Are you – Nobody – too?
Then there's a pair of us!
Don't tell! they'd advertise – you know!

How dreary – to be – Somebody!
How public – like a Frog –
To tell one's name – the livelong June –
To an admiring Bog!

  -  Emily Dickinson

a short story by Helen DeWitt

Recommended Reading
a magazine by Electric Literature

In this age of distraction, we’re uncovering writing that’s worth slowing down and spending some time with. And in doing so, we’re giving great writers, literary magazines, and independent presses the recognition (and readership) they deserve.

Georges Ancely
1847 - 1919


Raw Materials for a Theory Of The Young Girl
Excerpted and translated with an introduction by Ariana Reines.

Behind the hypnotized grimaces of official pacification there is a war. We can no longer merely call it economic, or social, or humanitarian. It has become total. By now everyone has felt their existence becoming a battlefield on which neuroses, phobias, somatizations, depression, and anxiety each beat their respective retreats; yet nobody has managed to grasp the meaning of their trajectory or what is really at stake. Paradoxically, it is the total nature of this war-total in its means no less than its ends-that has allowed it to cloak itself in such invisibility.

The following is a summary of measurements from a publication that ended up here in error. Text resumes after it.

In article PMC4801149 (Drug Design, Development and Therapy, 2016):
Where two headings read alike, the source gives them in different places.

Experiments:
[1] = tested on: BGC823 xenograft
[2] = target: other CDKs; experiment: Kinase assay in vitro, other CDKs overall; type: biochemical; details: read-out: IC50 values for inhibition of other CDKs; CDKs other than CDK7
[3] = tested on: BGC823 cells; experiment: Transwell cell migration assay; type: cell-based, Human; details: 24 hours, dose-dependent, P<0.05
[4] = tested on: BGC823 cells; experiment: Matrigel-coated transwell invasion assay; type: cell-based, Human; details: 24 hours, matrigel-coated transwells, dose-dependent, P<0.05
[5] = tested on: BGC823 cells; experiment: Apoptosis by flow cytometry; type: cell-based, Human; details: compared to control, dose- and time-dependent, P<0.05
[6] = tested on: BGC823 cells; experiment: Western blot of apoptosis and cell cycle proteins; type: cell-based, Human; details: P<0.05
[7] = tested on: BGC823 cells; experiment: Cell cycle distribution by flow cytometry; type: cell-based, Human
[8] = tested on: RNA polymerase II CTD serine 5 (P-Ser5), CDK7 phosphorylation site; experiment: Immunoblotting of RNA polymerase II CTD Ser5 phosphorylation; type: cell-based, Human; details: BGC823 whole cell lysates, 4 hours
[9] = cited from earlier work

Empire prefers quiet methods over open offensives: chronic prevention, the molecular diffusion of constraint into everyday life. Here, internal police run relay for the generalized police state, just as individual self-control does for social control. Ultimately, it's the omnipresence of the new police that has made them undetectable.(....)

Retaking the offensive for our side is a matter of making the battlefield manifest. The figure of the Young-Girl is a vision machine conceived to this effect. Some will use it to account for the massive character of hostile occupation forces in our existences; others, more vigorous, will use it to determine the speed and direction of their progression.(....)

The Young-Girl is explicitly not a gendered concept. A hip-hop nightclub player is no less a Young-Girl than a beurette tarted up like a porn star. The resplendent corporate-advertising retiree who divides his leisure between the Cote d’Azur and his Paris offices, where he still likes to keep an eye on things, is no less a Young-Girl than the urban single lady too obsessed with her consulting career to notice she’s lost fifteen years of her life to it. And how could we account for the secret rapport between ultratrendy musclebound Marais homos and the Americanized petite bourgeoisie happily installed in the suburbs with their plastic families, if the Young-Girl were a gendered concept?